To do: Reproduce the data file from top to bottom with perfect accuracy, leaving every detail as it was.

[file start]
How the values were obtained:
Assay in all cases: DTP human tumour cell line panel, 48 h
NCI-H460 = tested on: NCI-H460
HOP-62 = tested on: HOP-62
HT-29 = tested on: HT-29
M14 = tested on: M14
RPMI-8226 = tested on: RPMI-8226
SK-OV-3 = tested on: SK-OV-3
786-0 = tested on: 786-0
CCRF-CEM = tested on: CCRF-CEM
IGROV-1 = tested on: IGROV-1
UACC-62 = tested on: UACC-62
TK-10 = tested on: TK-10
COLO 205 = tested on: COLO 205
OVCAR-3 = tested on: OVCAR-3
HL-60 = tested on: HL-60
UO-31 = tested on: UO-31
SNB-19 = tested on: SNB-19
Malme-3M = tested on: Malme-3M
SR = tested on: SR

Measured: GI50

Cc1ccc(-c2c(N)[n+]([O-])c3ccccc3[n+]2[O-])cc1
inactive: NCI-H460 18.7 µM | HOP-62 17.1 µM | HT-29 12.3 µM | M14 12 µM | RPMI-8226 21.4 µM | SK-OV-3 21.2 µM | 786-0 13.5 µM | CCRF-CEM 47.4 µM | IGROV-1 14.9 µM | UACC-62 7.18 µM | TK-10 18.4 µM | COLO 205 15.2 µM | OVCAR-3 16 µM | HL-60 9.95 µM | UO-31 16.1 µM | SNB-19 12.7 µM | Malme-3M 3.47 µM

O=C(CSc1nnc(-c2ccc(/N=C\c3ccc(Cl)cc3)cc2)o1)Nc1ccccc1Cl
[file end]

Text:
How the values were obtained:
Assay in all cases: DTP human tumour cell line panel, 48 h
NCI-H460 = tested on: NCI-H460
HOP-62 = tested on: HOP-62
HT-29 = tested on: HT-29
M14 = tested on: M14
RPMI-8226 = tested on: RPMI-8226
SK-OV-3 = tested on: SK-OV-3
786-0 = tested on: 786-0
CCRF-CEM = tested on: CCRF-CEM
IGROV-1 = tested on: IGROV-1
UACC-62 = tested on: UACC-62
TK-10 = tested on: TK-10
COLO 205 = tested on: COLO 205
OVCAR-3 = tested on: OVCAR-3
HL-60 = tested on: HL-60
UO-31 = tested on: UO-31
SNB-19 = tested on: SNB-19
Malme-3M = tested on: Malme-3M
SR = tested on: SR

Measured: GI50

Cc1ccc(-c2c(N)[n+]([O-])c3ccccc3[n+]2[O-])cc1
inactive: NCI-H460 18.7 µM | HOP-62 17.1 µM | HT-29 12.3 µM | M14 12 µM | RPMI-8226 21.4 µM | SK-OV-3 21.2 µM | 786-0 13.5 µM | CCRF-CEM 47.4 µM | IGROV-1 14.9 µM | UACC-62 7.18 µM | TK-10 18.4 µM | COLO 205 15.2 µM | OVCAR-3 16 µM | HL-60 9.95 µM | UO-31 16.1 µM | SNB-19 12.7 µM | Malme-3M 3.47 µM

O=C(CSc1nnc(-c2ccc(/N=C\c3ccc(Cl)cc3)cc2)o1)Nc1ccccc1Cl